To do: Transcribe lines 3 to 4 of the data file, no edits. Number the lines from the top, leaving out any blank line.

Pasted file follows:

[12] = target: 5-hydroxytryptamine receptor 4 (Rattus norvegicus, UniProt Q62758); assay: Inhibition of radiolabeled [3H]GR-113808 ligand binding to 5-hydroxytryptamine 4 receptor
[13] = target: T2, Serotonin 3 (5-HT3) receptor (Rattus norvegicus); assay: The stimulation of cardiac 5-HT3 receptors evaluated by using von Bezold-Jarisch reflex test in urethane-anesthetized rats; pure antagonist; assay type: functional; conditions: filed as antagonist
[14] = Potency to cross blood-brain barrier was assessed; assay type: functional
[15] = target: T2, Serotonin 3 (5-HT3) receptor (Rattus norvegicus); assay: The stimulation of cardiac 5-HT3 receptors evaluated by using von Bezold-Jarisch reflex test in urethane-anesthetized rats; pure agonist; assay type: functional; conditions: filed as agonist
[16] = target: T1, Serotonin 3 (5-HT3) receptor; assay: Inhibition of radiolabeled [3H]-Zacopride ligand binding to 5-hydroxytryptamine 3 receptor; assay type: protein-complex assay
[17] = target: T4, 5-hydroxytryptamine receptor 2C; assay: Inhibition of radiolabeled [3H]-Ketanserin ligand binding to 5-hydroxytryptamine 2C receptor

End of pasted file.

[14] = Potency to cross blood-brain barrier was assessed; assay type: functional
[15] = target: T2, Serotonin 3 (5-HT3) receptor (Rattus norvegicus); assay: The stimulation of cardiac 5-HT3 receptors evaluated by using von Bezold-Jarisch reflex test in urethane-anesthetized rats; pure agonist; assay type: functional; conditions: filed as agonist